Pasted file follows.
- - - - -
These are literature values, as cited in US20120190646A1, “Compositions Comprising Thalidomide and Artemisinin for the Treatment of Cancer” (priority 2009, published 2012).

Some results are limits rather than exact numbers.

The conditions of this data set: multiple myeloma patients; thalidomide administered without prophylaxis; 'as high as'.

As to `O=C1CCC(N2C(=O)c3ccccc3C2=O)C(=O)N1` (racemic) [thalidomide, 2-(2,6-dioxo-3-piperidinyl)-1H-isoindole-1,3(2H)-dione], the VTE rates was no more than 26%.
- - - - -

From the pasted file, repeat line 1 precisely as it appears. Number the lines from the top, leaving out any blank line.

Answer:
These are literature values, as cited in US20120190646A1, “Compositions Comprising Thalidomide and Artemisinin for the Treatment of Cancer” (priority 2009, published 2012).